by a combination of specialist Sport and Exercise Medicine physicians,
Rheumatologists, Orthopaedic surgeons and GPs, all with an interest in
Sport and Exercise Medicine and many work closely with extended scope
physiotherapists. Consultant physicians in other medical specialties, with
a particular interest in exercise for different patient groups are valuable
sources of expertise e.g. bone metabolism and health, cardiac arrhythmias,
asthma, falls prevention. As in many aspects of medicine, maintaining an
ability to think ‘outside of the box’ will ensure you don’t overlook potential
sources of support when you are promoting safe exercise to your patients.
References and Further Reading
Brukner P, Khan K. 2012. Clinical Sports Medicine. 4th edn. McGrawHill,
NSW, Australia.
Canadian Society for Exercise Physiology (Last Accessed 19th
October 2013)
Department of Health. Exercise referral systems: A national quality
assurance framework.
DH_4009671 (Last Accessed 19th October 2013)
Exercise is Medicine (Last
Accessed 19th October 2013)
Faculty of Sport and Exercise Medicine. Sport and Exercise Medicine a Fresh
Approach. (Last Accessed
27th May 2014)
Royal College of Physicians. Exercise for life Physical activity in health and
disease Recommendations of the Sport and Exercise Medicine Committee
Working Party of the Royal College of Physicians. http://www.rcplondon.
(Last Accessed 19th October 2013)
- D
Having recognised the benefit of including exercise as ‘the fifth vital
sign’ within your clinical practice it is also important, as in other areas of
medicine, to remember that ‘one size does NOT fit all’ when it comes to
engaging and supporting individuals to increase their physical activity. You
as the clinician and the patient also need to recognise and acknowledge
that the hard part of regular physical activity is the regular, not just the
physical activity. For physical activity prescription to work it has to be
designed by the individual, as they are the ones who ultimately manage their
own time.
Much of the information presented below, you will already have access
to through medical notes, have established with prior clinical encounters
with the individual or knowledge of the local practice area. As with other
medical prescriptions, physical activity needs to be reviewed and any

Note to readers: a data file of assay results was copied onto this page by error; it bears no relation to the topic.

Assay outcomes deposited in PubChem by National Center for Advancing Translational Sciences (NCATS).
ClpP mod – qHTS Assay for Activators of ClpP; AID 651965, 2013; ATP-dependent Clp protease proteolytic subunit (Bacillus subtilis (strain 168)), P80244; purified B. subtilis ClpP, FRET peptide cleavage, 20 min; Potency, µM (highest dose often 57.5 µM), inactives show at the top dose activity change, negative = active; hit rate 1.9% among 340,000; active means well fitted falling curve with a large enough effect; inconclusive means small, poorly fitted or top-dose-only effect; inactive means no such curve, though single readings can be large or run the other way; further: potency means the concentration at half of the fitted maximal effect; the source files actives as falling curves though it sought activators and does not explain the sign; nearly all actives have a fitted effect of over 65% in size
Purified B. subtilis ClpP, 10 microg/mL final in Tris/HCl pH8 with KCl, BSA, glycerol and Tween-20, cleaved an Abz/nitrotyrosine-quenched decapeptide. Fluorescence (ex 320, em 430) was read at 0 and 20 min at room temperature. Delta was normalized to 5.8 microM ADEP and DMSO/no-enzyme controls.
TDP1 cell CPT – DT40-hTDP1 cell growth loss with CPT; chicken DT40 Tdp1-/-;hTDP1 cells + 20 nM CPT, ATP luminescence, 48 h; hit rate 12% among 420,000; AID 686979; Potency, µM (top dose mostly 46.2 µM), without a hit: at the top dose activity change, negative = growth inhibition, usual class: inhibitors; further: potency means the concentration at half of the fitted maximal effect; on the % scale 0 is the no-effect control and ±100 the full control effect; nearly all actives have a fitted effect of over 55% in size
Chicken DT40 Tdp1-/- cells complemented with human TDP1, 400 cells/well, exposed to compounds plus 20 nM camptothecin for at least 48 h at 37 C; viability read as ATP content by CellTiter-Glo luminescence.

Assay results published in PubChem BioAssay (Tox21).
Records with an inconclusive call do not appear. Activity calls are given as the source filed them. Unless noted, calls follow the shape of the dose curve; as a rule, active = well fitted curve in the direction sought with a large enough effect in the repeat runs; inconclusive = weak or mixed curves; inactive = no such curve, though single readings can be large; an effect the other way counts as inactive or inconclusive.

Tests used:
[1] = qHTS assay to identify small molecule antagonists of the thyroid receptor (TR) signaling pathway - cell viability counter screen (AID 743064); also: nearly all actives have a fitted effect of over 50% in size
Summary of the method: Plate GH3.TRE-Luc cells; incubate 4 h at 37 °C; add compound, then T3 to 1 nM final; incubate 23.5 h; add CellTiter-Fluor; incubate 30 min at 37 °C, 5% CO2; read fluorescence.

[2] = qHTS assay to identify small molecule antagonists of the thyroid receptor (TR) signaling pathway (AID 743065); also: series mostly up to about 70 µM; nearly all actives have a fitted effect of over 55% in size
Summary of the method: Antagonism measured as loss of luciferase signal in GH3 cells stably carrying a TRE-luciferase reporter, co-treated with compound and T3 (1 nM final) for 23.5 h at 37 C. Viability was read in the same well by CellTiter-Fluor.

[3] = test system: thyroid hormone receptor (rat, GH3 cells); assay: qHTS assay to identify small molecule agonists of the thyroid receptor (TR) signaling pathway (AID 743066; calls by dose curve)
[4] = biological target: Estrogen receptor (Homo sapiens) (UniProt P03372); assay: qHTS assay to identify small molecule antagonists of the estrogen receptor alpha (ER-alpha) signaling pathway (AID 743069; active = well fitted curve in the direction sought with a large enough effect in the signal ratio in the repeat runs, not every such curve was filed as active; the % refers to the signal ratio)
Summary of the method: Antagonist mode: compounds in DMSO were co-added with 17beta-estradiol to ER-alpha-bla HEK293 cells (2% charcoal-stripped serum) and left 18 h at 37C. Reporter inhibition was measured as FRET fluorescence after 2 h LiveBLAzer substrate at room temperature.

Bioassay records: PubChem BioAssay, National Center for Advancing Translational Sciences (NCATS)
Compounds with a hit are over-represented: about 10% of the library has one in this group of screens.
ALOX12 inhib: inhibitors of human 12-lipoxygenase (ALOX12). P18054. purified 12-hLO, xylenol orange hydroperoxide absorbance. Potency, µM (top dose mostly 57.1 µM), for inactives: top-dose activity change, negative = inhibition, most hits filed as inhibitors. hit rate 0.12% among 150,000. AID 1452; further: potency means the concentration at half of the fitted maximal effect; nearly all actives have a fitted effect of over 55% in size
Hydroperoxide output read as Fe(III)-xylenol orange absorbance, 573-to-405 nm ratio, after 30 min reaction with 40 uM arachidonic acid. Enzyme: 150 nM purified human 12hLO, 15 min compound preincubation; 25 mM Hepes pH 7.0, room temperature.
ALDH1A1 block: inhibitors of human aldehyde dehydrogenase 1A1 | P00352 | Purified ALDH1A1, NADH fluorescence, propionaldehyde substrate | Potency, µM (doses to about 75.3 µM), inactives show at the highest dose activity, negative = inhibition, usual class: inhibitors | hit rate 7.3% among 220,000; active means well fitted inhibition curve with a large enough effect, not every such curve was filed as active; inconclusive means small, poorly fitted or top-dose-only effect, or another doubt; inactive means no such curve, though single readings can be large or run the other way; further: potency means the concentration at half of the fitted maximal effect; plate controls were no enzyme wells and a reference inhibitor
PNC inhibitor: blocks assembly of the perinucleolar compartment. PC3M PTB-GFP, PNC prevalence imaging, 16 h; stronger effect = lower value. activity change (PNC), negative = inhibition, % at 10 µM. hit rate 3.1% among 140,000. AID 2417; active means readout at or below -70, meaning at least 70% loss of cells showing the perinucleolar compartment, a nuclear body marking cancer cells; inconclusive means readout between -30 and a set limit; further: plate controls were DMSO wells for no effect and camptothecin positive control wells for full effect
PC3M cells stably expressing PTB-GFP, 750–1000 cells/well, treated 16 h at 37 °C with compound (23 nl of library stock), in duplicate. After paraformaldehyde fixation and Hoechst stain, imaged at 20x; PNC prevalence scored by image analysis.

prescription altered to respond to changes in individual’s circumstances
(medical, social or goals). Encouraging individuals to gain support of family
and friends is really important to achieve the regular element of regular
physical activity.
Establishing the Individual’s Goals
Why do they want to increase their physical activity?
Disease prevention
Slowing progression of a condition
-Improve their overall quality of life (e.g. meet people, be able to do
more with friends/family)
Lose weight
What is their preferred method to increase their physical activity
Lifestyle changes
Individual activities
Team or group activities
Using the commute to work e.g. cycling
Indoor activities e.g. gym, exercise classes
utdoor activities e.g. gardening. walking/jogging/running in a park,
specific sports
Home activities e.g. home gym, exercise videos, housework
Are there any practical obstacles that need to be considered to maximise
Child care
Lack of time
Financial e.g. equipment costs, childcare costs,
Locality e.g. accessible facilities, transport, personal safety
During discussions about physical activity goals remembering the Specific,
Measurable, Attainable, Realistic Time-bound (SMART) approach is more
likely to result in long-term behavioral changes in relation to physical
activity. If an individual had previously undertaken no physical activity,
then expecting that the government’s physical activity recommendations
can be achieved immediately is unrealistic in the short term. However,
with continued change in behavior over a sustained time frame and gradual
increases in frequency of physical activity, this goal becomes achievable in
the longer term. Managing the expectations of the patient is an important
skill for clinicians to acquire and this is no different when supporting people
to increase their physical activity.
The Physical Activity Prescription
1 gram
4 Times a Day
100 Tablets
5 Days a Week
30 Minutes
Prescribing physical activity using the ‘FITT’ principle, described by the
American College of Sports Medicine, ‘Exercise is Medicine’ initiative,
structures physical activity prescription into a format that is familiar to
doctors. At the same time it introduces you to the concept of thinking
of exercise as a medication. Examples for specific medical conditions
are given throughout this booklet and the same format can be used for
prescribing physical activity with a focus on lifestyle changes, aerobic or